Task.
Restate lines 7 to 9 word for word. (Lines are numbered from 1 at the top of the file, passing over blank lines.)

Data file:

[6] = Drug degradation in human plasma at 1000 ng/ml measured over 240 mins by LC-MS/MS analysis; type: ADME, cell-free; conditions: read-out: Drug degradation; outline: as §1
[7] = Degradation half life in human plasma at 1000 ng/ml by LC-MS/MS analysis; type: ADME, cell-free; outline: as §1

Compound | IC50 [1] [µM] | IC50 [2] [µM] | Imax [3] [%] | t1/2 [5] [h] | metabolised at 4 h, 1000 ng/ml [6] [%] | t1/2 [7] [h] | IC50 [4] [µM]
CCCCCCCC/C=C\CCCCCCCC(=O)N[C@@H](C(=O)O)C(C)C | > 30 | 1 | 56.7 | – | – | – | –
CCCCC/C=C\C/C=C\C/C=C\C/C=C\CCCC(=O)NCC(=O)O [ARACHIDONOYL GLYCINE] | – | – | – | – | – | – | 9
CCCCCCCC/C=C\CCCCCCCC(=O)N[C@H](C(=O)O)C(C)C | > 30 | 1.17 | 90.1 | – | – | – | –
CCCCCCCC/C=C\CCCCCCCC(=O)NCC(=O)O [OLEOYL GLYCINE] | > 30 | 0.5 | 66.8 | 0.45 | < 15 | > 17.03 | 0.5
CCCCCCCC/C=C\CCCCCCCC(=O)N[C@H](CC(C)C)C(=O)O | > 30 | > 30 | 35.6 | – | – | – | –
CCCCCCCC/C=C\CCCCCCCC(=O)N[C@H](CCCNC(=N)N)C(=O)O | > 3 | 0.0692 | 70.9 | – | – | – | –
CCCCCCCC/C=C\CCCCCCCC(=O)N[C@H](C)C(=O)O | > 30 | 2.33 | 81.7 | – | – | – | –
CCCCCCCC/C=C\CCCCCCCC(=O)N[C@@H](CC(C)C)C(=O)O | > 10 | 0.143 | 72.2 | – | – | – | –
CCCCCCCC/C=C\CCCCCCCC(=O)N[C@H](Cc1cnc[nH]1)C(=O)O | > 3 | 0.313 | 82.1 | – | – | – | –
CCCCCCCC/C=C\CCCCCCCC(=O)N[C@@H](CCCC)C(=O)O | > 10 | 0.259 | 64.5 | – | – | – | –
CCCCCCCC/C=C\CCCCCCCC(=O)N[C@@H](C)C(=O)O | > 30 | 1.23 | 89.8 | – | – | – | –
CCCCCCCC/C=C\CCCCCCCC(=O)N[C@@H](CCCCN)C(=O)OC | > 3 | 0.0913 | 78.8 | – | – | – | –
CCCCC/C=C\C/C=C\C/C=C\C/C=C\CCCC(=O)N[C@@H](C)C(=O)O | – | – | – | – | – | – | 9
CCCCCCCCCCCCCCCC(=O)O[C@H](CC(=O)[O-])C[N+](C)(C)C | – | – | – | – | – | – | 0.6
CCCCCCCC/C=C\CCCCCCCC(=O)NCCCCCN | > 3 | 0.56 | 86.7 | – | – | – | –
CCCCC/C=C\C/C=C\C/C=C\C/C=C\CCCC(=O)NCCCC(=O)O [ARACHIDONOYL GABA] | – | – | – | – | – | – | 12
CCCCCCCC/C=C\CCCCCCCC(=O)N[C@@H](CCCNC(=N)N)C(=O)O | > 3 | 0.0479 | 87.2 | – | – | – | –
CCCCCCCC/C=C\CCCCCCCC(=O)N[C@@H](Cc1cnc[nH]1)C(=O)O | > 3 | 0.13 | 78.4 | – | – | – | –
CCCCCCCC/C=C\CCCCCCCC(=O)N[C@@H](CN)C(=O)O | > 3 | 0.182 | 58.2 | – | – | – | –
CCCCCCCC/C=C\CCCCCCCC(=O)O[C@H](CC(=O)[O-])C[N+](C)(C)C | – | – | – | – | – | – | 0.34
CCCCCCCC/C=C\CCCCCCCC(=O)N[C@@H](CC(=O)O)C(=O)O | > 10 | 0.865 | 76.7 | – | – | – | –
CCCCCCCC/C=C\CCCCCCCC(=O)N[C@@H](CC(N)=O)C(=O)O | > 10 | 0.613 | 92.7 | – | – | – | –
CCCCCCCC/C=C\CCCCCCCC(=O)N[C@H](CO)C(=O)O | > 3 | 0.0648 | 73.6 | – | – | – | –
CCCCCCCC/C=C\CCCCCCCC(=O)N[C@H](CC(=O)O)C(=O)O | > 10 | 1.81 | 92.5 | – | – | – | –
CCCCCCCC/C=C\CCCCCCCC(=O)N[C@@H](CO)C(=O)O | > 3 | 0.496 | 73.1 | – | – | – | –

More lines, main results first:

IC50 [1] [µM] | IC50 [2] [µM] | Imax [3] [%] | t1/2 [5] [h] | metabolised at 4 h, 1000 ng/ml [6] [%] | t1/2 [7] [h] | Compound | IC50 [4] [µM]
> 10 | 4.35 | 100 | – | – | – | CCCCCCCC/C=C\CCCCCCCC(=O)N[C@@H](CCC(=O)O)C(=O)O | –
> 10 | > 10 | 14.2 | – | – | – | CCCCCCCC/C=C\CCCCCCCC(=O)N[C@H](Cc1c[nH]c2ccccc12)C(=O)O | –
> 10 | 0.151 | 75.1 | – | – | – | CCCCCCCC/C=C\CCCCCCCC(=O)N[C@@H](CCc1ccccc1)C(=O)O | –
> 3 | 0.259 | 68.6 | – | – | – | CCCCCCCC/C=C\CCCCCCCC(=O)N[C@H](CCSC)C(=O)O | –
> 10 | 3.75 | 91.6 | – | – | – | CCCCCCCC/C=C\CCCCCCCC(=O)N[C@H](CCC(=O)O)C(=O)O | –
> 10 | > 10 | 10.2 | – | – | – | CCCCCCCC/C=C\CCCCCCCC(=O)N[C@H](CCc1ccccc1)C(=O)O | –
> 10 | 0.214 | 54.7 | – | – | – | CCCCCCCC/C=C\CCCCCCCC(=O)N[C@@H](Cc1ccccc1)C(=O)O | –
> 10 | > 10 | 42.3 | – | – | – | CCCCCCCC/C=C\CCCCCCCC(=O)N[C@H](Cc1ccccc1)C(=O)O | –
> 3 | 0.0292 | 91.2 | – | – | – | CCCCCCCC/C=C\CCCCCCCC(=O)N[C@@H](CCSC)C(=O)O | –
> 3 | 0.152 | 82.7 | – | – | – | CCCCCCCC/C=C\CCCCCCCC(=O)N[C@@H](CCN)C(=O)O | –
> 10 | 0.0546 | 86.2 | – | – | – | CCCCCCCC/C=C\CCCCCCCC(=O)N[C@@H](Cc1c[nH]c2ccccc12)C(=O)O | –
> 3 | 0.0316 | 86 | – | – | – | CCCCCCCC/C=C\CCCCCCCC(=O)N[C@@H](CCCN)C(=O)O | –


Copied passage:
CCCCCCCC/C=C\CCCCCCCC(=O)NCC(=O)O [OLEOYL GLYCINE] | > 30 | 0.5 | 66.8 | 0.45 | < 15 | > 17.03 | 0.5
CCCCCCCC/C=C\CCCCCCCC(=O)N[C@H](CC(C)C)C(=O)O | > 30 | > 30 | 35.6 | – | – | – | –
CCCCCCCC/C=C\CCCCCCCC(=O)N[C@H](CCCNC(=N)N)C(=O)O | > 3 | 0.0692 | 70.9 | – | – | – | –